John Rawls's "A Theory of Justice" published in 1971 has been described as a watershed moment in modern political philosophy, restoring it as an important area for philosophical concern. It is also one of the most comprehensive and influential works of modern liberalism. More than 200,000 copies have been sold worldwide, and more than 5,000 books or articles have discussed it. This is especially noteworthy because "A Theory of Justice" is such a serious, theoretical, and dense work.
In his books and articles, Rawls keeps famously private about his life except to lavish credit on others for their help and ideas. He refuses most interviews, has only accepted honorary degrees from universities with which he has personal ties (Oxford, Princeton, Harvard), and has long since removed himself from "Who's Who." Rawls's adult life has been almost exclusively devoted to thinking, teaching, and writing about the problems of social justice, cooperation and individual rights.
John Bordley Rawls was born in 1921, the second of five sons in a well-to-do and well-respected Baltimore family. He went to Kent prep school in Connecticut and took both his undergraduate and doctoral philosophy degrees from Princeton University, entering as a freshman in 1939.
After college and before graduate school, Rawls joined the Army. He served with the 32nd Infantry Division during World War II in New Guinea, and the Philippines in some of the bloodiest fighting of the war and was with the occupation army in Japan.
After teaching at Oxford, Cornell and MIT, Rawls settled at Harvard, where he is now James Bryant Conant University Professor Emeritus, living in Lexington, Mass. He has spent time as a visiting scholar at Oxford, Stanford's Institute for advanced Study in the Behavioral Sciences, the University of Michigan and the Institute for Advanced Study at Princeton. He has received numerous awards for his work, the most recent being the National Humanities Award presented by President Clinton and the Rolf Schock Prize in Philosophy from the Royal Swedish Academy -- both in 1999.
Rawls holds civil and political rights at the center of his philosophy. He takes our freedom to choose our own ends to be the distinctive feature of human nature. His opus on justice revived what was a neglected liberal tradition of the rights based social contract. In this work he rejects utilitarianism, which advocates the maximization of the aggregate well-being of a society, as not sufficiently respecting the rights of individuals. In the spirit of Kant, whom he admires greatly, Rawls insists that people ought to be treated as ends, not as means. Rawls also criticizes libertarianism, which advocates that an individual's rights ought never be infringed upon, by arguing that taking rights seriously implies taking social equality seriously. He feels that it is not enough to avoid having civil and political rights infringed, one must have the meaningful use of these rights in a society.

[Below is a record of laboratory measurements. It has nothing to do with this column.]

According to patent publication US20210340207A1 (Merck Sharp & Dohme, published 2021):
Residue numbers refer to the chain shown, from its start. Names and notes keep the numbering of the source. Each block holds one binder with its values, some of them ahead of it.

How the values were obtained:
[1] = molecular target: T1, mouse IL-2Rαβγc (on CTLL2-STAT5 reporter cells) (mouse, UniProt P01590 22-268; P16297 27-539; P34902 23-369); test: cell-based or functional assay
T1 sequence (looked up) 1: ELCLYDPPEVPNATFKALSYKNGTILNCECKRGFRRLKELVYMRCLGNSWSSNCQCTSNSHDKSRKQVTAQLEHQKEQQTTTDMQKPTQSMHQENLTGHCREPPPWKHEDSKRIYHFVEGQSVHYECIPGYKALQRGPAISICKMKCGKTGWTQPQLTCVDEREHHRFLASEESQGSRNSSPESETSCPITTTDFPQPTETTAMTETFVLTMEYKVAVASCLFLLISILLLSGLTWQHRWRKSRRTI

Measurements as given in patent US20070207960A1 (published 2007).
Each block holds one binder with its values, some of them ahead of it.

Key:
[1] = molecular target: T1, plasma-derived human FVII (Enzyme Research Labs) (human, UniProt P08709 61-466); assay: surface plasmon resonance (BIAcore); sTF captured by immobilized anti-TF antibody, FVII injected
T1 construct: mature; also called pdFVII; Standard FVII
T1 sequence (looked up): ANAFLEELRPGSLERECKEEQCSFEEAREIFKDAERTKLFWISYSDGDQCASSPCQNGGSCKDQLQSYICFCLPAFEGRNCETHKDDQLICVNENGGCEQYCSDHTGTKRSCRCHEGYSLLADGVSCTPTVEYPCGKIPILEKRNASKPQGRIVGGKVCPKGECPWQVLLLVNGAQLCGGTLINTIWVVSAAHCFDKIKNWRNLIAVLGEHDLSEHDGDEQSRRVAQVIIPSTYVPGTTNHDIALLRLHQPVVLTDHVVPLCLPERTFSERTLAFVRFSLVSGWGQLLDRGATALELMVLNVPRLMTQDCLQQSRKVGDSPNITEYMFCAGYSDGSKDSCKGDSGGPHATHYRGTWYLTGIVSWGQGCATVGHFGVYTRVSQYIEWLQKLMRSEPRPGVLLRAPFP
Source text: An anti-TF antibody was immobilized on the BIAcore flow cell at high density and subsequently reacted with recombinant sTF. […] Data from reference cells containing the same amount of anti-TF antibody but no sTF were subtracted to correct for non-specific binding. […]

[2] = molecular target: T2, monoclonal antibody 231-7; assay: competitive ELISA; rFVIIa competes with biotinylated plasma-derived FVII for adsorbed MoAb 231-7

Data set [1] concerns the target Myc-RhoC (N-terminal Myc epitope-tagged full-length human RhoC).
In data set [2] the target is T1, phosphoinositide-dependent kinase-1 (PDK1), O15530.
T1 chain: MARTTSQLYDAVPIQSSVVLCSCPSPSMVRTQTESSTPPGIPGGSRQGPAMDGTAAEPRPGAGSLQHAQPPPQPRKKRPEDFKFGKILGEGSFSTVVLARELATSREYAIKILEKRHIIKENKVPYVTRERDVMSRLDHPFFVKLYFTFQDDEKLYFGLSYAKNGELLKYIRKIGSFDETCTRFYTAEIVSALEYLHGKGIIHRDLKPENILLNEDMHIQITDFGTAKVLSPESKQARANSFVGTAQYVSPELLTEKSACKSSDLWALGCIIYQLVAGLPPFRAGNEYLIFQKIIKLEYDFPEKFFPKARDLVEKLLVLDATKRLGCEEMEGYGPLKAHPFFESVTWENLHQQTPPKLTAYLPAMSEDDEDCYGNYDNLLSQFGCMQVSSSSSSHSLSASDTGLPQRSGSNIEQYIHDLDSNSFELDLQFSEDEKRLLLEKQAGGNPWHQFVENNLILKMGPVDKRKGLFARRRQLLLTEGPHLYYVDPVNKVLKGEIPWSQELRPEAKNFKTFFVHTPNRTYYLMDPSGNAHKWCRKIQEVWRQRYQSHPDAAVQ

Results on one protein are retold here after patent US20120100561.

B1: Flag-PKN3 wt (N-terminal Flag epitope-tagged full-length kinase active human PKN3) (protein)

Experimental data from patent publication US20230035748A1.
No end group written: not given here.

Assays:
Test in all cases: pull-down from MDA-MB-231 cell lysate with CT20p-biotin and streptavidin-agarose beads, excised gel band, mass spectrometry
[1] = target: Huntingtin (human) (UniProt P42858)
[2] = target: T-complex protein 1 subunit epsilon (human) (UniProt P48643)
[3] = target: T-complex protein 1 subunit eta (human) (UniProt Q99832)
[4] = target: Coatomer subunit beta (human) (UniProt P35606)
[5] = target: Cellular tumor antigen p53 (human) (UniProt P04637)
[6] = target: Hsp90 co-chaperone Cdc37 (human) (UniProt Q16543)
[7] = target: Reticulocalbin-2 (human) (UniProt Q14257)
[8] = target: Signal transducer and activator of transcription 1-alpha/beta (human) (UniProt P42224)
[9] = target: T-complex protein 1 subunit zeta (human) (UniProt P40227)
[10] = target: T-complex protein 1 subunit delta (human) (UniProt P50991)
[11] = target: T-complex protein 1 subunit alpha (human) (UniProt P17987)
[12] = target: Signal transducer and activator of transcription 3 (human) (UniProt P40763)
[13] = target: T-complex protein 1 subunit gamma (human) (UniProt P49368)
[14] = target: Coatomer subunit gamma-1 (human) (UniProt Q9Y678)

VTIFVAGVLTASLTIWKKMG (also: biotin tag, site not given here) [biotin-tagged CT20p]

Famously, Rawls developed the idea of the "original position," a thought experiment in which people are placed behind what he calls the "veil of ignorance." They are denied all knowledge about everything that makes them who they are: wealth, age, talents, race, religion, skill, sex and any conception of the good life. Rawls believes that what people in this position would choose for their society could be considered the principles of justice. He argues that in this position people would choose a low-risk strategy in which liberties and the highest minimum levels of wealth, opportunity and power are promoted even at the expense of lowering average levels of one or another. Rawls's related idea, the "difference principle," is perhaps his most controversial and often challenged argument. Here he argues that social and economic differences are acceptable only if these differences benefit the least advantaged in society.
Throughout Rawls's career he has dedicated himself to writing articles and giving lectures, elaborating his theory of justice and responding to the numerous criticisms raised by others. He is famous not only for illuminating the misunderstandings of his critics but also for being willing to rethink his arguments and incorporate changes.
In 1993 he published his second book, "Political Liberalism," which is his most comprehensive response to more than 30 years of critics. When the paperback edition came out in 1996, it contained an important second introduction and included a "Reply to Hagerman," making it, in effect, a second edition of this work. Despite suffering from several strokes, the first in 1995, which affected his ability to work, Rawls completed his "Law of Peoples" in 1998 -- perhaps his most emotionally explicit work. This was published together with "The Idea of Public Reason Revisited" in 1999. Most recently, in 2001, after decades of work, he has published "Justice as Fairness: A Restatement," about which he speaks in our interview. In this short volume, edited by Erin Kelly, he attempts to reformulate and put in compact form his lifelong work on justice. His "Collected Papers," edited by Samuel Freedman, was published in 1999, and his "Lectured on the History of Moral Philosophy," edited by Barbara Herman appeared in 2000.
A story still repeated about Rawls among philosophy students in Emerson Hall at Harvard University seems particularly telling. Once, when attending a dissertation defense, Rawls noticed that the sun was shining in the eyes of the candidate. He rose and positioned himself, standing uncomfortably, between the candidate and the sunlight for the rest of the session. Shining through Rawls's work, ideas and life, despite his inclination towards privacy, is the image of a man who cares intensely about justice, social welfare and individual happiness.
(Prepared by The Harvard Review of Philosophy and edited by S. Phineas Upham.)
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